Jeff Goldblum describes the 'creative ecstasy' of working on Thor: Ragnarok
As if we couldn’t already get enough of Thor: Ragnarok, you’re in luck: The adventure continues in mobile game form. Marvel Contest of Champions has released an updated edition of the game featuring characters from the box office hit, and Jeff Goldblum, who plays Grandmaster, is vital to the plot. Much like in the film and comic books, he has chosen a team of well-known champions for players to battle against, in hopes of winning the player title “The Goldblum.”
Between his Marvel gig, Isle of Dogs, and a handful of other films currently in various stages of production,Goldblum has certainly been busy lately. Here, he talked to EW about his experience playing the eccentric leader of Sakaar, as well as his upcoming projects.
Talk to me about your involvement with Marvel Contest of Champions. How did that come to be?
They just suggested it and I thought, like all of their other ideas, they came from a foundation of taste and good humor and brilliance. I like the whole thing. I like the idea of being involved in this mobile game, and of course, it’s called “Grandmaster Goldblum’s Challenge.” That was their idea. I thought was kind of cute. And then they win the rare player title The Goldblum if they succeed, which they can show off in the game. And the game consists already of those Thorverse champions — Thor and Doctor Strange and Jane Foster, Angela, Hulk, and Loki, and Hela. Hela is spectacular.
I’ve heard both you and Taika Waititi talk about your relationship working on Thor: Ragnarok. It sounds like you improvised a lot.
Taika and I work in a not dissimilar way. We’re nothing if not conscientious and Johnny-on-the-spot with all of our research and ideas, but then we’re willing to throw it all away and just fool around and find something playful and find something that tickles us and see where the chips fall, and that’s where we go. Anything that you see in the movie was a version that was selected by Taika’s tasteful editing from usually 10 other choices of stuff that we tried. We just kind of had a growth spurt and a creative ecstasy together and what you see is the result of something from that.
What’s it like having the greatest entrance of any Marvel character of all time? The choice to use “Pure Imagination” cracked me up.
I was knocked out when I saw it a few weeks ago. I had thought, “Geez, who knows what they’re going to use?” I hadn’t seen any of the introduction nor the music. [Taika] is spectacular about music. He has a very strong, personal, unique taste in music and you can see that throughout the movie. And with Mark Mothersbaugh, they created something really neat I think. But I didn’t know anything about the Willy Wonka song. It was only when I watched the movie that I saw that. I was tickled by it. I thought they really did very well by everybody in the cast. Everybody seems cheesed. I mean, Cate Blanchett is spectacular. Oh my god, and hilarious. And Anthony Hopkins, who is deep and soulful and touching and hilarious. And Chris [Hemsworth] and Tom Hiddleston and everybody. Mark Ruffalo, I found him very touching in his relationship with Thor and the whole family drama with he and Tom. Terrific. And Tessa Thompson is spectacular. And Rachel House, we had a ball improvising, the two of us. She’s a wonderful director and teacher in New Zealand, and we improvised a lot. They had to shut us all down. We would just keep playing until we had to move on to the next setup. We could do all of it somehow supported by this well-oiled, huge machine. So within it — I think Taika tells the same story now — we felt like we’ve always felt in the best creative circumstances, that we were in a little cocoon, a playpen of fun.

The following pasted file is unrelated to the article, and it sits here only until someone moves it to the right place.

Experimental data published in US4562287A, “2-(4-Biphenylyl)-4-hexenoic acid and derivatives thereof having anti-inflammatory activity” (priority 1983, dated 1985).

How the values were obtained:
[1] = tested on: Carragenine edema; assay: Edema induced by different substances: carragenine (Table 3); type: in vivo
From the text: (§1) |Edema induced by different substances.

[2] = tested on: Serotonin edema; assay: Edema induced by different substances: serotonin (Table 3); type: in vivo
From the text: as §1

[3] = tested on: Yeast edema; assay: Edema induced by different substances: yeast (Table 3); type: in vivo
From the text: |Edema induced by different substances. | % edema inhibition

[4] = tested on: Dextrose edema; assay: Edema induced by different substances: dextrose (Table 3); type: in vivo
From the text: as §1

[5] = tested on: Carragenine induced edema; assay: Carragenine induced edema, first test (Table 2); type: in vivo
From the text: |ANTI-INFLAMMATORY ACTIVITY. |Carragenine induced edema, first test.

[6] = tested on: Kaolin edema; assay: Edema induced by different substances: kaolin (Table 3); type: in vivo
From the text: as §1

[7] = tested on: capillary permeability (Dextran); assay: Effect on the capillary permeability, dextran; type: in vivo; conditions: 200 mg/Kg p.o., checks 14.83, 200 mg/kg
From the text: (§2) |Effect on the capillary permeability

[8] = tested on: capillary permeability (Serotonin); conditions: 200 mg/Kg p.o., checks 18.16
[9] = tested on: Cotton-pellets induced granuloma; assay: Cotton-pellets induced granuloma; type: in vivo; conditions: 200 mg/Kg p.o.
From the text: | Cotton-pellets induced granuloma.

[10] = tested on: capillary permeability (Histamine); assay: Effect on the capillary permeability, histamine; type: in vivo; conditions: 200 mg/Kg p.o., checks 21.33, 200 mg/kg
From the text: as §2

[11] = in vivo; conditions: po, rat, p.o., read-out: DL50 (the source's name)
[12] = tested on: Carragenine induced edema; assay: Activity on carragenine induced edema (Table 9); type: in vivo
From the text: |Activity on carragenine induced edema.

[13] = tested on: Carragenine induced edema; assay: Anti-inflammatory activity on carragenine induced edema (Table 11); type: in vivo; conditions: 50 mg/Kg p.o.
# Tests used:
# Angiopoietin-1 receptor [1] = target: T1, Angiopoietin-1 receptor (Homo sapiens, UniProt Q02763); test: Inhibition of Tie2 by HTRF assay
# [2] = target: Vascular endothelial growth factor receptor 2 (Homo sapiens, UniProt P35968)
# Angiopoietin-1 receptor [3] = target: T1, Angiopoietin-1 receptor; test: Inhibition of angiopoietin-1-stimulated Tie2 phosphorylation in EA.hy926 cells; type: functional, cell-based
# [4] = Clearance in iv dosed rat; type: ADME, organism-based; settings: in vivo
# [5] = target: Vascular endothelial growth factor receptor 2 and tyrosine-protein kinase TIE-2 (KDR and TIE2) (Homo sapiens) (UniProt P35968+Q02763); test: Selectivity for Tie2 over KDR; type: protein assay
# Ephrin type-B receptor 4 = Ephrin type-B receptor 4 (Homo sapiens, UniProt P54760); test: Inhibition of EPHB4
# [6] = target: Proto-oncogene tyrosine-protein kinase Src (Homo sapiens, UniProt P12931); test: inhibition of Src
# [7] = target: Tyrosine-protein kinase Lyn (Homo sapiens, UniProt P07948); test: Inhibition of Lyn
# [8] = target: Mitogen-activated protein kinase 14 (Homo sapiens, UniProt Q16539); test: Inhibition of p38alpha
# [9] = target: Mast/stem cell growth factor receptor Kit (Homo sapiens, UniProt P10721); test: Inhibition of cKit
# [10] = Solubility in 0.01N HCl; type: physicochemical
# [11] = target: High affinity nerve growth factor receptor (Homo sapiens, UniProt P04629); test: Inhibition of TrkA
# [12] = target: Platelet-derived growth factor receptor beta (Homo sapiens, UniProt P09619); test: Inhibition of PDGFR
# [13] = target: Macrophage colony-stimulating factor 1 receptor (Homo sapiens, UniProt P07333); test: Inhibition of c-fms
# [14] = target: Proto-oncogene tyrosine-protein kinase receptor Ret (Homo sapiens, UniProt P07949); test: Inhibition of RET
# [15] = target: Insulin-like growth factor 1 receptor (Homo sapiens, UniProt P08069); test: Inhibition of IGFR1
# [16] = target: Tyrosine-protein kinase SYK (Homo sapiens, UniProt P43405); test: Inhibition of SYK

Did you know that you’d be featured in the end credits scene?
No! I had no idea. It was only when I went to see the screening with a couple other people and [Taika] said, “By the way, I think you should stay until the very end of the end credits because you’ll be surprised by something.” So I did, still not knowing what it would be, and yeah, I was tickled.
In the film, Grandmaster rules a trash planet called Sakaar. What would you do if you happened upon your own trash planet?
If I had my family and I could have some effective support team and cabinet — I guess if I were in charge of the thing — I would do some cleanup, first of all, because aesthetically, I like orderliness and something in the minimal vein. I like to clean things up. I would get rid of all unnecessary things and have as few things as possible. If there were nature possibilities around — I do love plants and trees and flowers and vegetables and fruit — I’d grow things. I’d do that, and then I would try to cultivate a planet of peace amongst all creatures and all species. That’s what I’d do. And leave plenty of time for music and play and love.